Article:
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1. Electromagnetic Induction Chapter 31
Induced Electric fields
2. Electromagnetic Induction
3. Electromagnetic Induction Faradays Law
4. Faradays Experiments Michael Faraday discovered induction in 1831.
Moving the magnet induces a current I.
Reversing the direction reverses the current.
Moving the loop induces a current.
The induced current is set up by an induced EMF.
5. Faradays Experiments Changing the current in the right-hand coil induces
a current in the left-hand coil.
The induced current does not depend on the size of
the current in the right-hand coil.
The induced current depends on dI/dt.
6. In the easiest case, with a constant magnetic field B, and a flat surface of area A, the magnetic flux is
FB = B . A
Units : 1 tesla x m2 = 1 weber Magnetic Flux
7. Magnetic Flux When B is not constant, or the surface is not flat, one must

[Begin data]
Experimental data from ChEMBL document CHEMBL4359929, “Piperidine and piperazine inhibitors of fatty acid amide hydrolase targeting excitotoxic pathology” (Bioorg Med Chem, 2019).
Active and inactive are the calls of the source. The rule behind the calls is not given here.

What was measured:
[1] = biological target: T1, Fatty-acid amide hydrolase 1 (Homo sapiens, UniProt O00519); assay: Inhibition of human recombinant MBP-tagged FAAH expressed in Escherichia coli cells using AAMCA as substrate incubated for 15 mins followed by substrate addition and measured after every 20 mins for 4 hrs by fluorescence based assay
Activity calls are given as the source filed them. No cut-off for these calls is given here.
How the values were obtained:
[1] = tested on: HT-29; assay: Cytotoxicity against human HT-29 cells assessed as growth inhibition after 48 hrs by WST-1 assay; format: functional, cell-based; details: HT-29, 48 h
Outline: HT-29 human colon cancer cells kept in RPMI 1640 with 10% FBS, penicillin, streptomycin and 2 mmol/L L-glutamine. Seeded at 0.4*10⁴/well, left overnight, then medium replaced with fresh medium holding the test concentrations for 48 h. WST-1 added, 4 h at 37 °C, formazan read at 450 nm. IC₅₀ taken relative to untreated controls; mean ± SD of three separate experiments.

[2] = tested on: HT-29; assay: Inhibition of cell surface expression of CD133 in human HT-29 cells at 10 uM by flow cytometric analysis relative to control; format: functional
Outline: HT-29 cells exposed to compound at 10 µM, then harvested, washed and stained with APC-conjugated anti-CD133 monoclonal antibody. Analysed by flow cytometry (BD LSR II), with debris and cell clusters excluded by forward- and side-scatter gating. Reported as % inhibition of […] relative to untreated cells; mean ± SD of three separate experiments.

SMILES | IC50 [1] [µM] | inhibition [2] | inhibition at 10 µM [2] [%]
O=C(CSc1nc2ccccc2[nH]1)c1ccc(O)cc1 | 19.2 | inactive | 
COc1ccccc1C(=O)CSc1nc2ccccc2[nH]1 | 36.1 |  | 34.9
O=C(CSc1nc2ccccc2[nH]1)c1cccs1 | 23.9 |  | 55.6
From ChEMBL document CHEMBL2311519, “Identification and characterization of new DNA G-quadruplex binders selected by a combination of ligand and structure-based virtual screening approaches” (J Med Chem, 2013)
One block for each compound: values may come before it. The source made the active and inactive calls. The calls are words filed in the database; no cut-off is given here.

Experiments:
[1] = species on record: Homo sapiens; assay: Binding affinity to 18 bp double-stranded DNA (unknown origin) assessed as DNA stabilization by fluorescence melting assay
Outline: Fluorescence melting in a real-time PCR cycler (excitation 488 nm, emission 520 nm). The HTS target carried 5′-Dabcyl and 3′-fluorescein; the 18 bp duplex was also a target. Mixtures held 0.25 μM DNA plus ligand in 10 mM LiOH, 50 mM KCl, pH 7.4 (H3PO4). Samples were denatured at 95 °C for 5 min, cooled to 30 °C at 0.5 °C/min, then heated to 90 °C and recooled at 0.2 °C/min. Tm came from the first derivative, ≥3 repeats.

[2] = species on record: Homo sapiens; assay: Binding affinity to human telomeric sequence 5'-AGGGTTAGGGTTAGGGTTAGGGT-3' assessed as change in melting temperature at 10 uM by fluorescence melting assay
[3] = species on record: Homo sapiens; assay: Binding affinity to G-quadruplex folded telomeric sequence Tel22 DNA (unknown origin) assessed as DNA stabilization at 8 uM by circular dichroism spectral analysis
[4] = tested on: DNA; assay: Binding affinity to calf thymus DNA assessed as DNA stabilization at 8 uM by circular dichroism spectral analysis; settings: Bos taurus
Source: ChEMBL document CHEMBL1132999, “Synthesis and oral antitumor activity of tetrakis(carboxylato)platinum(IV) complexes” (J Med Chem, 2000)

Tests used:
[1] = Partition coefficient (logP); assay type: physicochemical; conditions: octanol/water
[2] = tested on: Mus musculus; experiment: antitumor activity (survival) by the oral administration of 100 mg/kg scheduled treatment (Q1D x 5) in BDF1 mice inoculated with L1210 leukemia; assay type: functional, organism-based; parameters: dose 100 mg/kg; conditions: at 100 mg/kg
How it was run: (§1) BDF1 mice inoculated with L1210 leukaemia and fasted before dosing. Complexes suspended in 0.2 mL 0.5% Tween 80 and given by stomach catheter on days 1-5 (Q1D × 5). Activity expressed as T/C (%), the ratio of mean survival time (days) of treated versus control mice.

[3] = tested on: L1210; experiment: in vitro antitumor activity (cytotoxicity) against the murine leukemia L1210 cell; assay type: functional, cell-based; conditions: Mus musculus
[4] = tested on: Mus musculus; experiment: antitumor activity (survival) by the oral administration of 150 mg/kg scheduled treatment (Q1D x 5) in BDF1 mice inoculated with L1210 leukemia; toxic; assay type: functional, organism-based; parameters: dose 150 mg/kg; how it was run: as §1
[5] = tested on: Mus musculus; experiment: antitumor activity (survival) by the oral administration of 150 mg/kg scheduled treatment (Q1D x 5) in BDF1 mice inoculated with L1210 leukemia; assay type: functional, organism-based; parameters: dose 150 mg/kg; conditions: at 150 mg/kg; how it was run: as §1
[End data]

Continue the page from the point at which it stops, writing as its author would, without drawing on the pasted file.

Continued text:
do an integral.
Break the surface into bits dA. The flux through one bit is
dFB = B . dA = B dA cosq.
Add the bits:
8. Faradays Law Moving the magnet changes the flux FB (1).
Changing the current changes the flux FB (2).
Faraday: changing the flux induces an emf.
9. Lenzs Law Faradays law gives the direction of the induced emf and therefore the direction of any induced current.
Lenzs law is a simple way to get the directions straight, with less effort.
The induced emf is directed so that any induced current flow
will oppose the change in magnetic flux (which causes the
This is easier to use than to say ...
Decreasing magnetic flux ? emf creates additional magnetic field
Increasing flux ? emf creates opposed magnetic field
10. Lenzs Law If we move the magnet towards the loop
the flux of B will increase.
Lenzs Law ? the current induced in the
loop will generate a field B? opposed to B.
11. Example of Faradays Law
12. Example of Faradays Law
13. The induced EMF is E = - dFB /dt
In terms of B: FB = N(BA) = NB (pr2)
Therefore E = - N (pr2) dB /dt
E = - (250) (p 0.0052)(0.6T/s) = -1.18 V (1V=1Tm2 /s)
Current I = E / R = (-1.18V) / (8 W) = - 0.147 A